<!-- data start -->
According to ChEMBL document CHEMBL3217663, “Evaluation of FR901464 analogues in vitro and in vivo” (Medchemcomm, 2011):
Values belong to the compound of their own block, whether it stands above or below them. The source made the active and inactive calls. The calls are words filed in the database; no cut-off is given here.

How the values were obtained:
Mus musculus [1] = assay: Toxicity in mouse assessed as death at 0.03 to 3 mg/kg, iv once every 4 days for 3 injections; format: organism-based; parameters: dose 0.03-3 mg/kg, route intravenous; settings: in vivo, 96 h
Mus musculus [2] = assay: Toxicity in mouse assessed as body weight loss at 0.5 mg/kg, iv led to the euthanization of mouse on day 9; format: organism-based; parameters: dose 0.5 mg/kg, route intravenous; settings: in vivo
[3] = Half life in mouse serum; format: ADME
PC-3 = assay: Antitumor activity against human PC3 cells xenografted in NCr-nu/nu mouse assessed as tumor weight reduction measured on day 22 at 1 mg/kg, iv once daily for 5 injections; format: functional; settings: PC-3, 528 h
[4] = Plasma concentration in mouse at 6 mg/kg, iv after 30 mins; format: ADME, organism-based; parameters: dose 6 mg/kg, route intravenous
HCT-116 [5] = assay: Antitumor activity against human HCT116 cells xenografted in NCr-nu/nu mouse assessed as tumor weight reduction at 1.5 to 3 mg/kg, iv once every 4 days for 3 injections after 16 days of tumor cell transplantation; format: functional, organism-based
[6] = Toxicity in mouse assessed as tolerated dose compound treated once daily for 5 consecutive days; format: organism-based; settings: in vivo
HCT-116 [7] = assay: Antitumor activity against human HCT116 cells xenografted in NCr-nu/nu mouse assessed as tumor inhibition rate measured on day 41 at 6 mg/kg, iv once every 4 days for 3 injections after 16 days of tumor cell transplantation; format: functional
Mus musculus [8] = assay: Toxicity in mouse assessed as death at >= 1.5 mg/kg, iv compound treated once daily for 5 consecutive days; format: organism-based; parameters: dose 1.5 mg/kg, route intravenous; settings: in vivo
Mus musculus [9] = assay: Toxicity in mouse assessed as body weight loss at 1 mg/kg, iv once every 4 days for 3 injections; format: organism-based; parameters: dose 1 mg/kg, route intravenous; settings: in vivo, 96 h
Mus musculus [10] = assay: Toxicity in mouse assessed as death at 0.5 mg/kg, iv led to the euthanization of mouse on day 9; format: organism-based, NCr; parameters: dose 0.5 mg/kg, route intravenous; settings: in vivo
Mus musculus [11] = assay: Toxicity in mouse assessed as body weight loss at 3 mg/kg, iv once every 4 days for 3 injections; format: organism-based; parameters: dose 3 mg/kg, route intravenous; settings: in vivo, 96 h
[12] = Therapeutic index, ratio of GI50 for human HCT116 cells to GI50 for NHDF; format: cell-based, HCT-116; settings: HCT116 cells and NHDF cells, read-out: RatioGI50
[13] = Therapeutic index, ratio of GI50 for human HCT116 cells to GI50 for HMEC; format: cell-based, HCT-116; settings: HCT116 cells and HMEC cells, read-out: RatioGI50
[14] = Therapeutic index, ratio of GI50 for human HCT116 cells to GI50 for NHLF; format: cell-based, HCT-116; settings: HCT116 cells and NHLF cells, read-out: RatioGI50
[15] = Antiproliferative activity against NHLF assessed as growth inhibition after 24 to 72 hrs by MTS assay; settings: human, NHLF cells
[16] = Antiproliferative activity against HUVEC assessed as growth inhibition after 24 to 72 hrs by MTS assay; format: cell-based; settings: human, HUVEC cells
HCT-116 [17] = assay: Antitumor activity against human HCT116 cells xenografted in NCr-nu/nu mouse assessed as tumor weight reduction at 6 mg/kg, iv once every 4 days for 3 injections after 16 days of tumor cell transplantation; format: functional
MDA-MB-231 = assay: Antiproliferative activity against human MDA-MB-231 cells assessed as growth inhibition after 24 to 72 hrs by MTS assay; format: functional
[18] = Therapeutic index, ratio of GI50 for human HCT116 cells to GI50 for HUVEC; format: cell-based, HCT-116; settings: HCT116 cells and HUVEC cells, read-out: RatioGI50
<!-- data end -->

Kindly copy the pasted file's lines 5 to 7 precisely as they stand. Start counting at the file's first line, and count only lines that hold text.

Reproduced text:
Mus musculus [2] = assay: Toxicity in mouse assessed as body weight loss at 0.5 mg/kg, iv led to the euthanization of mouse on day 9; format: organism-based; parameters: dose 0.5 mg/kg, route intravenous; settings: in vivo
[3] = Half life in mouse serum; format: ADME
PC-3 = assay: Antitumor activity against human PC3 cells xenografted in NCr-nu/nu mouse assessed as tumor weight reduction measured on day 22 at 1 mg/kg, iv once daily for 5 injections; format: functional; settings: PC-3, 528 h